Yet, there remains little consensus about what factors comprise the essential ingredients of successful aging. As described by Rowe and Kahn three decades ago, much of the body of research on aging focuses on differentiating pathological aging from normal aging (3), and a far smaller body of research seeks to determine what differentiates older adults who seem to function better than that expected from those who follow the typical course of aging. Nonetheless, recent years have seen a surge in studies expressly and indirectly relevant to successful aging and its promotion. We review recent research on the definition, determinants, and interventions for successful aging in individuals with and without mental illnesses.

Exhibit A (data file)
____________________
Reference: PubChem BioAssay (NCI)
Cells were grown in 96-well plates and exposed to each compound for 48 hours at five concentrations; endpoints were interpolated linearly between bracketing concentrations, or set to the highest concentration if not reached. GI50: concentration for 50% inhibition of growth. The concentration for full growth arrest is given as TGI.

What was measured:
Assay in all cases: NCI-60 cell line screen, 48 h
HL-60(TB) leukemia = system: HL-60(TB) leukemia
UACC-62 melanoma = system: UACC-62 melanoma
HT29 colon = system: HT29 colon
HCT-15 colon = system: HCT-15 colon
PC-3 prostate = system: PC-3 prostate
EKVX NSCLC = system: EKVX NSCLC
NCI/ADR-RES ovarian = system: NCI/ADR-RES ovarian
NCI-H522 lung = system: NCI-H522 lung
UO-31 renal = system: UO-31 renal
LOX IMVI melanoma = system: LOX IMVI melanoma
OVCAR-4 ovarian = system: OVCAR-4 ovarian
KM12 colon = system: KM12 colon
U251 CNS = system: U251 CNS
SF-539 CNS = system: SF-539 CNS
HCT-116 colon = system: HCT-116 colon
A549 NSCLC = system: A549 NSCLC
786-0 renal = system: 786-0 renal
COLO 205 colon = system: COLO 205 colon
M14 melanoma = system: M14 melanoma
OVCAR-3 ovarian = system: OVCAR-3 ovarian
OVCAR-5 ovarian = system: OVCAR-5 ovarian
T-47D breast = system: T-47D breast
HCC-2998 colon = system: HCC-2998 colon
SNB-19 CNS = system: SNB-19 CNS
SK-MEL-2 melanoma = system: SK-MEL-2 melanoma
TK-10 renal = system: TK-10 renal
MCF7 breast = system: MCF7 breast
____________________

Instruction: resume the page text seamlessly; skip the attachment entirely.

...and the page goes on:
On the surface, psychiatry and successful aging would seem to have little to do with one another. By most definitions, the presence of neuropsychiatric illness would automatically preclude successful aging. However, we believe successful aging is relevant to psychiatry and to psychiatrists for several reasons. To date, phenotypic descriptions of successful aging have largely been centered on the absence of physical disabilities or systemic medical illnesses (4). As such, cognitive and emotional phenotypes are thus less well studied in the context of successful aging. However, cognitive and emotional aspects of successful aging are frequently described by older adults as central to subjective definitions of successful aging (5). In addition, there is reason to suspect that the impact of neuropsychiatric illnesses will outpace physical illnesses in accounting for total disability in coming years—for example, mental illnesses had a negative effect on gains in life expectancy in high income countries in the past decade (6). Among psychiatric disorders, there has been an increasing interest in more holistic conceptualizations of illness etiology, owing to the marked comorbidity with chronic medical problems. There has even been a suggestion that a number of chronic mental illnesses that psychiatrists routinely treat (e.g., schizophrenia, bipolar disorder, depression) are associated with courses indicative of “accelerated aging” (7, 8). Moreover, basic science points to biological mechanisms suspected as causes of accelerated aging that may bridge mental health diagnoses (e.g. oxidative stress); thus the literature on successful aging may provide guidance for novel strategies to prevent disability from chronic mental illnesses beyond the current armamentarium of psychiatric treatments. Finally, the great majority of modifiable aspects of successful aging, to date, involve volitional lifestyle choices and behaviors (9, 10). Psychiatrists treat illnesses that are associated with diminished participation in these lifestyle behaviors, and there is a growing literature on the positive impact of lifestyle-targeted interventions in mental health conditions (10). Psychiatry could thus play a key role in reducing the widening disparities in attaining healthy aging.